Born in Cronulla, ten years into the post WWII baby boom, he spent twenty years growing in the clean air and sterilised politics of an optimistic middle Australia so prevalent in the new suburbs of the Sutherland Shire. He played sport with passion but limited ability and despite representing The Shire at cricket, his goal of a Baggy Green is a dream which he, as yet, refuses to have analysed.

After a series of jobs which taught him much about people but little about himself, he moved to Armidale to nearly die twice in car accidents, learn about learning, fall in love and graduate in drinking. Only one of these was fatal. In Armidale, he began to write.

Peter began a teaching career at Nowendoc in 1981 … and a family in a nearby farmhouse, the same year. Son Chris and daughter Sarah were born after he moved to Baan Baa as Teacher in Charge. At 27 he was a father of two, a lover of one, the star of the local cricket team and a pretty hopeless teacher. He still wrote.

It was back in Armidale at Ben Venue School that he really became a teacher, thanks to his supervisor who took an eraser to the bad and a polishing cloth to the good. He played cricket on Saturdays and ran it the rest of the week for Waratahs CC– his only passionate affair outside of marriage. Son Sam was born. Peter presented radio shows and wrote for local papers, notably as the satirical “Slasher”, written with a sarcastic blowtorch rather than a typewriter.

The next ten years were lost as a Principal of small schools at Wongwibinda and Tambar Springs and whilst this second half of his career was unquestionably his best teaching (including major teaching awards), the effort demanded of him in giving his charges aspirations beyond a 50km radius gradually leached his soul. His writing was full of desperation and so was family life.

In 2000, his robust world collapsed when he got tired and stopped holding it up. Full scale breakdown followed:, suicide attempts, a year of friendly faces looming from the darkness to offer assurance and lots of wrong diagnoses about his mental state. After 14 months of grim existence, he recognised he was at the whim of bipolar disorder, doctors and psychiatrists had consecutive “ah-ha” moments and the right medication and excellent therapy somehow managed to put Humpty back together - but he has since avoided the wall.

Peter writes or edits his way through most weeks, preferring to see himself as a story teller than a poet. Some stories are personal, some observational and some are as old as man’s existence and woman’s discontent. A few are his stories but most are ours, just retold through his vision.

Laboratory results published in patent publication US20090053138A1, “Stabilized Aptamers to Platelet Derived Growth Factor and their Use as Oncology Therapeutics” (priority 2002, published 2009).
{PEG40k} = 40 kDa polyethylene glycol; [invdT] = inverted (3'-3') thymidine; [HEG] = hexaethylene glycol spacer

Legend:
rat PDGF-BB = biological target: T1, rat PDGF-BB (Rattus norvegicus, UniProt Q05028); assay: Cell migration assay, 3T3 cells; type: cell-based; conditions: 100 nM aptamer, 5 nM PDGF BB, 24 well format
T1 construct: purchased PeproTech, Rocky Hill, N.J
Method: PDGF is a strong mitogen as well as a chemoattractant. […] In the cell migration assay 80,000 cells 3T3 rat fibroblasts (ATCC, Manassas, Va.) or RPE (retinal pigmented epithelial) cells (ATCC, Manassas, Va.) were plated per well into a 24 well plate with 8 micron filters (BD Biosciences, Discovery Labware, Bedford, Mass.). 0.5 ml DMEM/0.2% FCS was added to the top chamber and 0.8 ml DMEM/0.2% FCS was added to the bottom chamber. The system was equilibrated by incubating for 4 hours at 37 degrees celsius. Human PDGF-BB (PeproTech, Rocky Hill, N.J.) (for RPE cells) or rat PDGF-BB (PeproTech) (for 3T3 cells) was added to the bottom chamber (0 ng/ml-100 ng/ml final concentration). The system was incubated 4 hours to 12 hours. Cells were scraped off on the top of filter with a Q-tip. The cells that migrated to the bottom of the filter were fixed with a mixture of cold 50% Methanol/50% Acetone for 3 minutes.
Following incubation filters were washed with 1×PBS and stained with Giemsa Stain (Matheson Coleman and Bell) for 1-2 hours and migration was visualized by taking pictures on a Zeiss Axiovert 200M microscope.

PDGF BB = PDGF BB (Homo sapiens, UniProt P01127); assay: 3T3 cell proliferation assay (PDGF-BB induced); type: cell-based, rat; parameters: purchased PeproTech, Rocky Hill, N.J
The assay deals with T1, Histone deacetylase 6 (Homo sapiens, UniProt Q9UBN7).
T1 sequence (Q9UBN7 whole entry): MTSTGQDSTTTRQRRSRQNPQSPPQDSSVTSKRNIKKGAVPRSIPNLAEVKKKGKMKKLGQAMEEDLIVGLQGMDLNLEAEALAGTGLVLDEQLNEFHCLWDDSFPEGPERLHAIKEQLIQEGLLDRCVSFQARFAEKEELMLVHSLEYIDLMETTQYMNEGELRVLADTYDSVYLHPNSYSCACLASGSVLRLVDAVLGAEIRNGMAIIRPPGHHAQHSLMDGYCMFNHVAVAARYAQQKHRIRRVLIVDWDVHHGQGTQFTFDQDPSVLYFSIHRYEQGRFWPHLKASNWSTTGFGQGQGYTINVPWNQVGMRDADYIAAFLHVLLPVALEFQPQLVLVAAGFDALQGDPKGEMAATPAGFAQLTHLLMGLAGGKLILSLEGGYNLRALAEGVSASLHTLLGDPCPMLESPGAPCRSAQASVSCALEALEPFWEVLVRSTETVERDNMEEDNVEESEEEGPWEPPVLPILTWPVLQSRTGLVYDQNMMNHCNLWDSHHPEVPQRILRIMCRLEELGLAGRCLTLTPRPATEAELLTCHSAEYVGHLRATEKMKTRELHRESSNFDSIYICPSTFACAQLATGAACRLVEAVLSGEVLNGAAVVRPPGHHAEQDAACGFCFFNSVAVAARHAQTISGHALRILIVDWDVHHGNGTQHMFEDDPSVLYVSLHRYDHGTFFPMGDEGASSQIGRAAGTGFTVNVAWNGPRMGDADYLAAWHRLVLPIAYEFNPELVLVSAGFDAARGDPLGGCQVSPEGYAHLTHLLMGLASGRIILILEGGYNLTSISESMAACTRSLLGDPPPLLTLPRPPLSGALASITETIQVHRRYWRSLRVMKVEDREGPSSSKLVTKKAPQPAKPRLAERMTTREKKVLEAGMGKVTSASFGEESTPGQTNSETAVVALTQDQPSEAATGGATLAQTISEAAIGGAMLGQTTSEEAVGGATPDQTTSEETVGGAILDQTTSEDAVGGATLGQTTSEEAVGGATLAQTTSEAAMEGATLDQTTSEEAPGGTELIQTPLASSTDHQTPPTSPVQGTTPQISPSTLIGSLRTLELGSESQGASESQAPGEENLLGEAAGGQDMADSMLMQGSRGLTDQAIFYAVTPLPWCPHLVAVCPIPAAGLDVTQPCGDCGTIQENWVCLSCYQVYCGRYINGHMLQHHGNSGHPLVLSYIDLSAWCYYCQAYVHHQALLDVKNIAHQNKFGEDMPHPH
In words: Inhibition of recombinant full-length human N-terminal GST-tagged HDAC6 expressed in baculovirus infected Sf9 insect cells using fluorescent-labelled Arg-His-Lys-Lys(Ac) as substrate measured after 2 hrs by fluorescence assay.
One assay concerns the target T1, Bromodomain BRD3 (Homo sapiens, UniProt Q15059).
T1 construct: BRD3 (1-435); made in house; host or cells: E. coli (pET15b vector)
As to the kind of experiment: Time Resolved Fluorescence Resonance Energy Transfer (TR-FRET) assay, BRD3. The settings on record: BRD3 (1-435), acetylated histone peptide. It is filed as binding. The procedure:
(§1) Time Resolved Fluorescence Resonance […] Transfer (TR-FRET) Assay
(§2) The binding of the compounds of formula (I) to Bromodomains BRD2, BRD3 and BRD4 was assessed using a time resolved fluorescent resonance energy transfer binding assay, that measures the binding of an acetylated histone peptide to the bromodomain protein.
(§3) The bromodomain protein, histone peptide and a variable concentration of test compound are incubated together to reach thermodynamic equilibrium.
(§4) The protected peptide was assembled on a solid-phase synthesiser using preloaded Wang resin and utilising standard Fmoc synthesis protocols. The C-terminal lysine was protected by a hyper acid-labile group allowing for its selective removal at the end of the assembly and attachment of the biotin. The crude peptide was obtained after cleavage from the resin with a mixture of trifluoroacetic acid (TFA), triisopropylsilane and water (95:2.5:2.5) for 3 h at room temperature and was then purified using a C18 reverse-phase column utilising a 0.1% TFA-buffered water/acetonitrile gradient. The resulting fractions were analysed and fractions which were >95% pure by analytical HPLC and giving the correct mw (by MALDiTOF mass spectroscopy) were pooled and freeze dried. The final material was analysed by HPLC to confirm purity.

"Six Nines" (Dec 2009) was his first book of poetry, a second collection "Head Full of Whispers" May 2012) followed and the third "Straightening My Tie", was launched by Eric Bogle in January 2015. A second edition of Six Nines appeared in early 2016 and his latest collection, "While I Wasn't Looking", was launched in March 2017.

Individual poems have previously been published in newspapers and anthologies such as “Semaphore Dancing” – Poets At The Pub (2009) and on the websites of the ABC and The Black Dog Institute. In November 2011, "Self-Portrait of a Difficult Pleasure" was selected for the "1000 Words" exhibition at NERAM in Armidale and in January 2012 and "When Dougie Did The Double" was selected for the "100 Years of Tests" exhibition at the Sydney Cricket Ground. "His Favourite Chair", "Losing Weight By Proxy" and "Susie" from the first collection have all been selected and dramatised on stage at the Armidale Festival of Short Plays.

In Dec 2016, his first play, Geoffrey, went into production with the Tamworth Dramatic Society and was staged in March/April 2017.

He also contributed an essay to “Journeys With The Black Dog” (Allen & Unwin 2007) and has written feature articles for the Northern Daily Leader, The Armidale Express, The Weekly (Mudgee), the Daily Examiner (Grafton) and frequently appears in the letters section of the Sydney Morning Herald. His website "thecricketragics" has a strong popular following, attracting more than a thousand page views a week, with subscribers from four continents visiting every day for news and views about cricket. Peter is also an accomplished and prize winning photographer. In recent summers he has appeared regularly on ABC radio as a cricket journalist.

In 2013, he began working as a volunteer for the Black Dog Institute, combining his life experience and his teaching expertise in delivering community presentations on mood disorders and teenage depression and speaking with groups of medical practitioners about a client's perspective of their services. In January of 2014 and again in October, he was a guest on ABC radio's national broadcast Conversations with Richard Fidler.

He no longer plays cricket but still hits a ball on a string and sends his hat size and phone number to Cricket Australia every September, just in case. Such optimism is evident in his poetry.